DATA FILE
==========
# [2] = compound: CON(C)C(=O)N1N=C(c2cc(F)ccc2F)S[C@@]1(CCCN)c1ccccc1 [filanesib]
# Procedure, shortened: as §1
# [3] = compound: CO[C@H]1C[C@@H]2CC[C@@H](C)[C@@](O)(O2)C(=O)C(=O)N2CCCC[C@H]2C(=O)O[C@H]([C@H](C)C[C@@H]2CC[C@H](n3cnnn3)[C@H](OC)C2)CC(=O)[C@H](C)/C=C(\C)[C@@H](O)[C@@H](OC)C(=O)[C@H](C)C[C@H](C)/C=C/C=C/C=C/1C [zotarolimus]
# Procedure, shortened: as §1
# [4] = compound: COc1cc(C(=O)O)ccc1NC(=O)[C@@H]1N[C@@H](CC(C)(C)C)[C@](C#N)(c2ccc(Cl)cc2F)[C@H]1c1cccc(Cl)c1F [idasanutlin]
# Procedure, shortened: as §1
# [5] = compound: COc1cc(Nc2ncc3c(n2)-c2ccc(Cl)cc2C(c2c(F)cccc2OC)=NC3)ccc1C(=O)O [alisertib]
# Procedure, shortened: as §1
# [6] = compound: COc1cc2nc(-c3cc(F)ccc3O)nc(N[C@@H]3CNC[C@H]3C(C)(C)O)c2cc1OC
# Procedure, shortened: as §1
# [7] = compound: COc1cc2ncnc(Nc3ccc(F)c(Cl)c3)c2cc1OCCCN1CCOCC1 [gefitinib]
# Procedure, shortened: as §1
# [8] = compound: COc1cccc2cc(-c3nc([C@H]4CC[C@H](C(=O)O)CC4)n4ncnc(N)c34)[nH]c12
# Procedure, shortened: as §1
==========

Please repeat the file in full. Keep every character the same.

# [2] = compound: CON(C)C(=O)N1N=C(c2cc(F)ccc2F)S[C@@]1(CCCN)c1ccccc1 [filanesib]
# Procedure, shortened: as §1
# [3] = compound: CO[C@H]1C[C@@H]2CC[C@@H](C)[C@@](O)(O2)C(=O)C(=O)N2CCCC[C@H]2C(=O)O[C@H]([C@H](C)C[C@@H]2CC[C@H](n3cnnn3)[C@H](OC)C2)CC(=O)[C@H](C)/C=C(\C)[C@@H](O)[C@@H](OC)C(=O)[C@H](C)C[C@H](C)/C=C/C=C/C=C/1C [zotarolimus]
# Procedure, shortened: as §1
# [4] = compound: COc1cc(C(=O)O)ccc1NC(=O)[C@@H]1N[C@@H](CC(C)(C)C)[C@](C#N)(c2ccc(Cl)cc2F)[C@H]1c1cccc(Cl)c1F [idasanutlin]
# Procedure, shortened: as §1
# [5] = compound: COc1cc(Nc2ncc3c(n2)-c2ccc(Cl)cc2C(c2c(F)cccc2OC)=NC3)ccc1C(=O)O [alisertib]
# Procedure, shortened: as §1
# [6] = compound: COc1cc2nc(-c3cc(F)ccc3O)nc(N[C@@H]3CNC[C@H]3C(C)(C)O)c2cc1OC
# Procedure, shortened: as §1
# [7] = compound: COc1cc2ncnc(Nc3ccc(F)c(Cl)c3)c2cc1OCCCN1CCOCC1 [gefitinib]
# Procedure, shortened: as §1
# [8] = compound: COc1cccc2cc(-c3nc([C@H]4CC[C@H](C(=O)O)CC4)n4ncnc(N)c34)[nH]c12
# Procedure, shortened: as §1